Giving voice to the disadvantaged
(Leahy for several years has led in Congress in pressing for justice reforms such as his bill with Sen. Rand Paul, R-Ky., to curb mandatory minimum sentencing.)
(published today in The Washington Times)
By Theodore McCarrick and Patrick Leahy
When Pope Francis comes to Washington this month, he will give a voice to the many disadvantaged, poor and incarcerated individuals who often struggle to be heard. His Holiness will no doubt repeat his message of equality and fairness: “God is in everyone’s life. Even if the life of a person has been a disaster, even if it is destroyed by vices, drugs or anything else — God is in this person’s life.”
The Catholic faith teaches us that all people deserve mercy and justice. Our American values call upon us to support equality and second chances. Together, these fundamental principles can inform how we respond to the most pressing issues for our country. One of those critical issues is the growing crisis in our criminal justice system.
The United States incarcerates more of its people than any other industrialized country. That is not a badge of honor. It is shameful. Millions of Americans, disproportionately poor and from minority communities, are separated from their families for far longer than is necessary to preserve public safety. If we are to stand as a great and good nation, we must change our ways.
Thanks to leaders like Pope Francis and so many others who want to improve our criminal justice system, our prison population is being given a voice, and Americans are listening. As a result, there is a growing consensus about the inequity in our system, and the urgent need to reform our criminal justice system. Many states have led the way on this reform, and now Congress must join the effort by restoring fairness to our criminal justice system. Democrats and Republicans, faith leaders and activists have joined together for the cause of criminal justice reform. For the families most affected by our current system, the time to act is now.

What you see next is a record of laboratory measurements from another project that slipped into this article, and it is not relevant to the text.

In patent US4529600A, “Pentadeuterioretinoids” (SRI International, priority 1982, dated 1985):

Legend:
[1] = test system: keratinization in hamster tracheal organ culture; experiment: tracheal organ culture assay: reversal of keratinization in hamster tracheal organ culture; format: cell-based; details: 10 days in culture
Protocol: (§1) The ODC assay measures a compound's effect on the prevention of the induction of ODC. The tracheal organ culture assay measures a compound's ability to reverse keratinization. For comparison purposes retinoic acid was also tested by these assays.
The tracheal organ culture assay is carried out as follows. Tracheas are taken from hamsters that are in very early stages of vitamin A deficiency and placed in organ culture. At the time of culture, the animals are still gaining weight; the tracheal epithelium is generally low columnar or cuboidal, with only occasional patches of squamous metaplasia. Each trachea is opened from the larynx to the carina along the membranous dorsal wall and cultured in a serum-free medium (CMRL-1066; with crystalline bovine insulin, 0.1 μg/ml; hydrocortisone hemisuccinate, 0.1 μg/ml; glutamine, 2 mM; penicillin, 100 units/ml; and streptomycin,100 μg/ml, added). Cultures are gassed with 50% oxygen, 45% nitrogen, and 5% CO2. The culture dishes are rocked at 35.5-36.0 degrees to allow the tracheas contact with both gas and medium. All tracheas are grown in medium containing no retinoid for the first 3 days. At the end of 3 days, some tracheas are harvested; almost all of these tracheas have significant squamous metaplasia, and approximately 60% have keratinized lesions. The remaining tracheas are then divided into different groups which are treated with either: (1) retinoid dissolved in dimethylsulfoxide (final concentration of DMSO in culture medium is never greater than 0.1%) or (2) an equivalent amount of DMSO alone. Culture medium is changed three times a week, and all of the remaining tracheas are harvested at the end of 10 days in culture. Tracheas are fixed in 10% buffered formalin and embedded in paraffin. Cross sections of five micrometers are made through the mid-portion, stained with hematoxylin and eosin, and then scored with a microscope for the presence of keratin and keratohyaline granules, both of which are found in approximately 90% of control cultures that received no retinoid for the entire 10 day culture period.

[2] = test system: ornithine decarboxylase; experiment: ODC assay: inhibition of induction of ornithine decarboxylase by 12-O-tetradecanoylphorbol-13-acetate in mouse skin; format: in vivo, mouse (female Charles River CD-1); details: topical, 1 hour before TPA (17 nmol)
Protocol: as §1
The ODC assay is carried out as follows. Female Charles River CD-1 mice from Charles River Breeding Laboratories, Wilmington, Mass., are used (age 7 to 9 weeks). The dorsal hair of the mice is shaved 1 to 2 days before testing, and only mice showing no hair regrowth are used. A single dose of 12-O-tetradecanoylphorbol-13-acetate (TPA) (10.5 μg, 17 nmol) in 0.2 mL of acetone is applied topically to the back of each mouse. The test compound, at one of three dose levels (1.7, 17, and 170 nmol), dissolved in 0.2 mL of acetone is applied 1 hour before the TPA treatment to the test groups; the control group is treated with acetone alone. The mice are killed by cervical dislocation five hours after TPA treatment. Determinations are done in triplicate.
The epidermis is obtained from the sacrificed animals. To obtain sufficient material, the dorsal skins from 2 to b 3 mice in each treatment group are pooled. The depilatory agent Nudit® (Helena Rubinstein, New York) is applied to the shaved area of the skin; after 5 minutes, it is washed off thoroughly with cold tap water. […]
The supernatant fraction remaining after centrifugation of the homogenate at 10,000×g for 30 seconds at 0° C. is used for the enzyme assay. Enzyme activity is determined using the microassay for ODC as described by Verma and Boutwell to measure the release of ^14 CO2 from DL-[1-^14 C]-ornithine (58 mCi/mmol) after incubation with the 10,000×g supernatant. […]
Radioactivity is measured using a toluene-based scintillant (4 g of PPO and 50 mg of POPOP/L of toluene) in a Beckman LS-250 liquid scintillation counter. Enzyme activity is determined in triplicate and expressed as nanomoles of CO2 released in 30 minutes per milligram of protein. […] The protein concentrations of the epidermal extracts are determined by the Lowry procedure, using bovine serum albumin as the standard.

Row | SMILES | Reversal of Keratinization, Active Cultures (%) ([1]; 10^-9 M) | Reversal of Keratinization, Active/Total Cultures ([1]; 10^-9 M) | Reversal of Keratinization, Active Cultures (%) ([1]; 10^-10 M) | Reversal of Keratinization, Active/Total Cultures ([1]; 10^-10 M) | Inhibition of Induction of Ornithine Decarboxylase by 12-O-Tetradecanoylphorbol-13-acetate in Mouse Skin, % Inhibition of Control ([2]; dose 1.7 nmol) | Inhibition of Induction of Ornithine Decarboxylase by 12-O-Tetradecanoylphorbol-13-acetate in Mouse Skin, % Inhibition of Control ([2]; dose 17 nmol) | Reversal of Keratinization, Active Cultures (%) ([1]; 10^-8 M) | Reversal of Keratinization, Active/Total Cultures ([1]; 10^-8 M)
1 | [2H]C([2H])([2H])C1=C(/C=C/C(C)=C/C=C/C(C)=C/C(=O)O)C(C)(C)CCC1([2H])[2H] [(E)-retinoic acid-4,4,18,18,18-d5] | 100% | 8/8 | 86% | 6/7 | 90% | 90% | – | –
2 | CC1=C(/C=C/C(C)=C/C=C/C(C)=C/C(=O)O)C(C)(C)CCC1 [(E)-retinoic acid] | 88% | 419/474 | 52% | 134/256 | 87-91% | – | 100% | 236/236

Mandatory minimum sentences are immoral and unjust. These draconian sentences run counter to our faith and values. They disproportionately impact communities of color, and they do not make us safer. Congress must pass legislation that ends these policies once and for all. And we must not be satisfied with just preventing future injustice, we must make things right for those who have already paid too heavy a price. Applying these reforms retroactively will ensure that those currently serving unfair sentences can be reunited with their families.
But we cannot stop there. With more than 2 million people behind bars, and 650,000 ex-offenders being released each year, we must support and improve crucial programs that reduce crime and increase public safety. We must give those who have served their sentences a second chance. In 2000, the Catholic bishops issued a pastoral statement that declared: “We are all sinners, and our response to sin and failure should not be abandonment and despair, but rather justice, contrition, reparation, and return or reintegration of all into the community.” This is a value that we as Americans share. It is one that we must live up to. President Obama was right to commute the sentences of 46 individuals this summer, but we must ask ourselves what kind of second chance are we given those who are released from prison? Will they be able to get a job, enroll in school, find a place to live? And how do we expect them to reintegrate if they are denied the chance to build a new life?
Catholic Charities devotes much of its mission to providing services to ex-offenders reentering our society. The Second Chance Act helps states and counties across the country implement reentry programs that have successfully reduced crime and saved money. They provide support for former inmates in the form of job training, education, and access to mental health treatment. With services and support from case workers who believe in them, those returning to society are more likely to succeed, and we all benefit. This important work relies on support from Congress, and specifically requires reauthorizing the Second Chance Act. We need to pass this bipartisan bill that supports state and local reentry programs, and we must end the injustice caused by mandatory minimum sentences. Only then can Congress move toward a justice system that lives up to its name.
When members of Congress take part in the highly anticipated visit of the Holy Father to the Capitol, they should relish the history of the moment and find inspiration in his words. But we encourage all Americans, no matter their faith or their station, to reflect on this special moment and to be reminded of the moral calling that drives us as a nation toward justice. We are called to be a nation of equality and fairness. And as people of faith, we are committed to mercy and second chances. We have a real chance now to make an impact.
# # # # #
• Cardinal Theodore McCarrick was the archbishop of Washington from 2001 to 2006. Sen. Patrick Leahy of Vermont is ranking member of the Senate Judiciary Committee.